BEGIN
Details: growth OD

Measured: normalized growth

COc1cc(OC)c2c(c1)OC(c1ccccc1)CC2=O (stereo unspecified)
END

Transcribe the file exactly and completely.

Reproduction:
Details: growth OD

Measured: normalized growth

COc1cc(OC)c2c(c1)OC(c1ccccc1)CC2=O (stereo unspecified)